Islamic Finance Can Help Prevent Future Crisis

SOME of the features and underyling principles of Islamic finance may avoid or minimise the impact of future economic cycles, said the acting chief executive of the Centre for Islamic Banking, Finance and Management.

Makhtar Abdullah, who is a moderator for the 16th Asean Federation of Accountants Conference 2009, said, “The recent economic crisis which evolved around the financial system will further stimulate and hasten growth of Islamic finance as an alternative to the conventional system.”

He said the world is looking for alternatives in the wake of the crisis.

Now, he said, the push for Islamic banking will be faster and in bigger scale, so there will be more acceptance in the global economy.

The crisis, he said, might even be seen as an advantage for the Islamic banking sector as players were not directly affected.

Makhtar said on a global scale, education is still needed to get the knowledge and confidence across on Islamic finance.

“Everybody has to play their roles and Brunei is positively projecting the same image as after four decades of evolution, Islamic finance has a firm footing in developed markets globally,” he said.

Makhtar said the main feature of Islamic banking is that the foundation isn’t so much on liability and borrowing but more on the sharing of risks.

“It would be beneficial because customers would have a say in what they want and transactions would be more transparent as whatever business leads the financial institution wants to get involved. There will be more disclosure involved so it makes more sense to everyone,” he said.

In Brunei, Islamic finance has a good and positive image and the establishment of his group is part of the image Brunei is projecting.

“As people involved in Islamic banking work more with other global players their knowledge increases and (they) become more well trained with the proper infrastructure to accompany that,” he said.

Source : TBT

Canada Centennial College to offer Islamic finance course

Louise Brown


Scarborough’s Centennial College, one of the most diverse campuses in the country, has become the first in Canada certified to teach Islamic finance – a system that does not charge interest or invest in commodities that contravene Islamic law.

The one-term course will be offered online, starting this fall, to students across Ontario for about $500.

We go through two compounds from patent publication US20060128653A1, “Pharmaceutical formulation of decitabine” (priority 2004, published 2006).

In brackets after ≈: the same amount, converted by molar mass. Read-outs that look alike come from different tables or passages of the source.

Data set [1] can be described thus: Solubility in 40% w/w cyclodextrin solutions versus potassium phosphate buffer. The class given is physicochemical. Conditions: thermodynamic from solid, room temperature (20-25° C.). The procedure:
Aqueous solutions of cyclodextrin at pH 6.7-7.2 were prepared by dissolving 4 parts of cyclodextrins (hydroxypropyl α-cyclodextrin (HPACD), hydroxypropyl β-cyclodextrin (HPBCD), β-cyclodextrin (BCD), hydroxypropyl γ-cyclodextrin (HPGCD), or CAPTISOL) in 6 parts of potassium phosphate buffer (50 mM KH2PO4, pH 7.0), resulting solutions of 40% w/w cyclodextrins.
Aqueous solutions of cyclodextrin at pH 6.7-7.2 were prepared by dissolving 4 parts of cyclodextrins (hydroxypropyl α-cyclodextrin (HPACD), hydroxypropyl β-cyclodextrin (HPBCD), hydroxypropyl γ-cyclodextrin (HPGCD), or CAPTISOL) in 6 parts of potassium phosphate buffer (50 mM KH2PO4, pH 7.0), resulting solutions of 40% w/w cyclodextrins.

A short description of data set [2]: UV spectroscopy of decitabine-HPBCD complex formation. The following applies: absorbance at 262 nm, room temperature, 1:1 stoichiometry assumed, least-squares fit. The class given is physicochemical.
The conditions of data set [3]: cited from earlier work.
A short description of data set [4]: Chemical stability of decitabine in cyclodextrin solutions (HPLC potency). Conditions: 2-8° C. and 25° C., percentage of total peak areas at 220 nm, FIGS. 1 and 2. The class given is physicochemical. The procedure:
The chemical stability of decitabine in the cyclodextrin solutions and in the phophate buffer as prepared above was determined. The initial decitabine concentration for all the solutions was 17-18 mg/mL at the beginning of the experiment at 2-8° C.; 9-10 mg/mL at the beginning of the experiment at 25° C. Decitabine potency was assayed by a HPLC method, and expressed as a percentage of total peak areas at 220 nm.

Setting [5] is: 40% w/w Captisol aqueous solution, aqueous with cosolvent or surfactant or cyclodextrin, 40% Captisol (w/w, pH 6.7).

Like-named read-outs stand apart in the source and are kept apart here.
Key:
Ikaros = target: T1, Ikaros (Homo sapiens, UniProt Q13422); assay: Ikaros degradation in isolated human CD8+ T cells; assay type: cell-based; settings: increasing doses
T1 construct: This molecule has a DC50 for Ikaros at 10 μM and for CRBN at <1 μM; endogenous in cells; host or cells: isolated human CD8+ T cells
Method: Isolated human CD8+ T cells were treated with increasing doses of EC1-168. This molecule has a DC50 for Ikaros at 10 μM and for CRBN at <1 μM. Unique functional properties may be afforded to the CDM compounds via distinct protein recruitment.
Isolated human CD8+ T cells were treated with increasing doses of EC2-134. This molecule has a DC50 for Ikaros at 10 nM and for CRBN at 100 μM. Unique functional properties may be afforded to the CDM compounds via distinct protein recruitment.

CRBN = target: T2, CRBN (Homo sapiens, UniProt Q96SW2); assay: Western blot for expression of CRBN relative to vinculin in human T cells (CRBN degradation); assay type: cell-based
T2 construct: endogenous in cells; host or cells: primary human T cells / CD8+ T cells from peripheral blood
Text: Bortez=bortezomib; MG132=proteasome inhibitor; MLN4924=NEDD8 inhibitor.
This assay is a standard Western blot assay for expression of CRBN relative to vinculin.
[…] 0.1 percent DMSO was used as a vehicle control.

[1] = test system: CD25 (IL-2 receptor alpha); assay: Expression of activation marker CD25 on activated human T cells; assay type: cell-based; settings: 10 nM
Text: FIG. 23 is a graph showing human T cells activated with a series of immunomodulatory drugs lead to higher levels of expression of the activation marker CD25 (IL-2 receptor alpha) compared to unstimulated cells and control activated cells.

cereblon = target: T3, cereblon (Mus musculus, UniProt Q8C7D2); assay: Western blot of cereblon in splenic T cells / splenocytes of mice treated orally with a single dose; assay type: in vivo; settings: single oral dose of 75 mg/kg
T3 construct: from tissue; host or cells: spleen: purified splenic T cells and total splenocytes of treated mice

One major bank has already expressed interest in training some of its staff in the basics of Islamic banking, said John Harris, chair of the college’s accounting and financial services programs.

“We have created the course in response to demand from a number of sectors – including one of the major banks that said it wants to be able to talk the same language as clients whose background is based in Islamic finance,” said Harris, adding that the course will be taught by Islamic scholars.

“They want to be able to structure contracts without offending their client base.”

The London-based Chartered Institute for Securities and Investment has accredited Centennial to deliver the new Islamic Finance Qualification.

Students will learn how to draw up alternative contracts for lending money that might include a letter of credit or a guarantee, said Harris, rather than the application of interest over time – which Islamic law sees as punitive to the borrower.

“The funds are provided as more of a partnership, an agreement between two parties that avoids the promise to pay interest,” he said.

There has been a growing market for Islamic-compliant mortgages, which are often structured so that the borrower ends up leasing to own the property: essentially paying rent instead of interest.

A study by the Canada Mortgage and Housing Corp. recently concluded there is no legal impediment to offering such financing in Canada.

At a regional summit last spring on reviving the GTA’s economy, federal Liberal Finance Critic John McCallum suggested making Toronto a global hub for Islamic finance, a field said to be the fastest-growing segment of the financial services industry, expanding by 20 per cent each year since 2001.

A study of Islamic finance by the law firm Stikeman Elliott projected that by 2017, Muslims will make up between 3.7 per cent and 4.9 per cent of Canada’s population.

“Consequently, there is expected to be increased demand for Islamic financial services in Canada in the coming years, potentially providing a tremendous opportunity for financial firms prepared to serve this growing community,”

The course can be taken online as a stand-alone course through the continuing education service “Ontario Learns,” through corporate training or as a credit course in one of Centennial’s two-year accounting programs.

 source : Toronto Star